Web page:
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Stanford Medicine

Autism, Health Policy

Who pays for autism therapy?

The battle to get health insurers to cover a particular therapy for children with autism – Applied Behavior Analysis, or ABA – is heating up, and an article posted today on AISHealth gives a quick update on four Blue Shield/Blue Cross plans that are resisting pressure to pay for such services:

At least four Blues plans are in legal or regulatory hot water over their refusal to cover the cost of applied behavior analytics (ABA) – a common form of treatment for children with autism spectrum disorder – in their standard policies. The controversy could reach a climax in 2014 when the health reform law will require health plans to cover behavioral therapies on par with other medical treatments in all policies.

At issue is what ABA actually is and who’s eligible to provide it. On the one hand, mental health professionals, including the National Institute of Mental Health, government programs including Medicaid, the U.S. Surgeon General, the American Academy of Pediatrics, the American Psychological Association, the American Society of Pediatrics and more than half of all states consider ABA to be, as the California Department of Insurance (CDI) puts it, “a common and proven approach toward improving the lives of children with autism” and a “proven transformative therapy.”

ABA therapy is based on behavioral conditioning techniques, CDI points out, “and reinforcement of positive behaviors to shape behaviors and teach new skills.” It adds, “Decades of research show it to be a successful and well-established treatment for autism and not an experimental or investigational treatment.”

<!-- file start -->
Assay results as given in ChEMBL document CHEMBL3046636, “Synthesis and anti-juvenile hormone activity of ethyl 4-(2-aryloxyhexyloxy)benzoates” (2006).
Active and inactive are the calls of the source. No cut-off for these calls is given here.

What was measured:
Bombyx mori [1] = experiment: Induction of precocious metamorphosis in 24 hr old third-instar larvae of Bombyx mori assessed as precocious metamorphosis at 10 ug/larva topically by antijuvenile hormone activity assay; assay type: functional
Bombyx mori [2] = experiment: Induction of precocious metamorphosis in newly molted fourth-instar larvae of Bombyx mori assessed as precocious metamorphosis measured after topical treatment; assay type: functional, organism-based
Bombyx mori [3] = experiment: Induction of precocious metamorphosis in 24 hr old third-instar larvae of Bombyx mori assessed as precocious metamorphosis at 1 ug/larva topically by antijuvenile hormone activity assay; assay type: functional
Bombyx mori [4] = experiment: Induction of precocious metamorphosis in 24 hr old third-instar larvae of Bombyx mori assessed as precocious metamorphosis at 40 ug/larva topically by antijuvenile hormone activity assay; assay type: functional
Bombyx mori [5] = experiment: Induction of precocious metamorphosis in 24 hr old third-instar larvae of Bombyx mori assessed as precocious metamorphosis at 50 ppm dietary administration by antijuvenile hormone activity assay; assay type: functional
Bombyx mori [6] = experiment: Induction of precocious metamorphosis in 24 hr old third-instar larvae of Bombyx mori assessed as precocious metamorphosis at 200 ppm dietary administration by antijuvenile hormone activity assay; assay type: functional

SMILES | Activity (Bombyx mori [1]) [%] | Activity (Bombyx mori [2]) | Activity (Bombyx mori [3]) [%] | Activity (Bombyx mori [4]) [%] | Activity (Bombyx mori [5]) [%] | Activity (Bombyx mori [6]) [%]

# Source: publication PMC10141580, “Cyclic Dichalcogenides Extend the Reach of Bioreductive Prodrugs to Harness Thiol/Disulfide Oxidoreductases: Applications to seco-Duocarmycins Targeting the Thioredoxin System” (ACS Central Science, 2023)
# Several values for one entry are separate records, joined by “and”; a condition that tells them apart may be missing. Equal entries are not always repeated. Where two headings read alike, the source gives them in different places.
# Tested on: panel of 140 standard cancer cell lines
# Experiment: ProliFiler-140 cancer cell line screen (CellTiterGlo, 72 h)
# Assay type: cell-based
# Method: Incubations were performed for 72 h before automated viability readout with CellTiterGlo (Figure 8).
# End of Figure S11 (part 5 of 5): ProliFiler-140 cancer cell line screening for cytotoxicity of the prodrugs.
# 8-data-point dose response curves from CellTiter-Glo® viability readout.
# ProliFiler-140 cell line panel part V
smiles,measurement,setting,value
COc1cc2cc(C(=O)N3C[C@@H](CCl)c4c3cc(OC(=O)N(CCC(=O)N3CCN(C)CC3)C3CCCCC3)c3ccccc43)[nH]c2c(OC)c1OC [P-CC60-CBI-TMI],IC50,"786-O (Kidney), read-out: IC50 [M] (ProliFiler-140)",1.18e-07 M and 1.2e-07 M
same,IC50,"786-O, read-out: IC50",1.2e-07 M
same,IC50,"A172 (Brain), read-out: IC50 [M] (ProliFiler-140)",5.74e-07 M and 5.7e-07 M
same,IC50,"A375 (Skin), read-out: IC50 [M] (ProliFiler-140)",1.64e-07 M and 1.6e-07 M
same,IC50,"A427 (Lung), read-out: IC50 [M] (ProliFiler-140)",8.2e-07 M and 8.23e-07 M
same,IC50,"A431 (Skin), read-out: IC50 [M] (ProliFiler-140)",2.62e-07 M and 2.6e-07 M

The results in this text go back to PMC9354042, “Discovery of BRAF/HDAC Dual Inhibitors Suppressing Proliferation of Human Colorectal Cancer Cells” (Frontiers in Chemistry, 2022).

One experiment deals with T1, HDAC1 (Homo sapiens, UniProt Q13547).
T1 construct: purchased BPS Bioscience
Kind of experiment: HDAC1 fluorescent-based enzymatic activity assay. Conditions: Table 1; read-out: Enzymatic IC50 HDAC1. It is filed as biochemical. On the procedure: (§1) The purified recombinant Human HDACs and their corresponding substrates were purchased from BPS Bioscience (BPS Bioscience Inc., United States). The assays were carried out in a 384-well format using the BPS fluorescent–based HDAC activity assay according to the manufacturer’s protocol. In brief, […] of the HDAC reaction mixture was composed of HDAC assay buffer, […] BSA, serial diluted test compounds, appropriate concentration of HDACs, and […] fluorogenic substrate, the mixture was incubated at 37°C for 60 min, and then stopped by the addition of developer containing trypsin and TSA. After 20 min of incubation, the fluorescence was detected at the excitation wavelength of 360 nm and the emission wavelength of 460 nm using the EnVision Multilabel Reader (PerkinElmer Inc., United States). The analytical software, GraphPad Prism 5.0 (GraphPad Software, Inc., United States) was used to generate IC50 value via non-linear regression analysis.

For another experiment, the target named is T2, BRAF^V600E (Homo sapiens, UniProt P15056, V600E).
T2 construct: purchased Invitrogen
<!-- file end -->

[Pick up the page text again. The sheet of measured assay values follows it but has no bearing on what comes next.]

But many health plans, including Blues plans, question that. Some call the therapy experimental, and others say it’s an educational service, not medical treatment. And many plans say they just can’t cover services provided by non-licensed professionals. For example, Empire Blue Cross and Blue Shield, which is owned by WellPoint, Inc., “takes into account the terms of the member’s policy,” says spokesperson Sally Kweskin. “Many policies only provide benefits for services rendered by licensed clinicians, and many benefit contracts exclude coverage for services that are educational in nature.”

Mind you, the Blues aren’t the only insurers under pressure. A news release issued yesterday from a law firm in Philadelphia announced that its suit against CIGNA Insurance for denying coverage for ABA therapy for autism had been granted class action status in federal court.

The stakes in these cases are pretty high as the cost for covering all requests for ABA would be a substantial sum. There is, of course, no cure for autism, and until there is, many families will be demanding these services.

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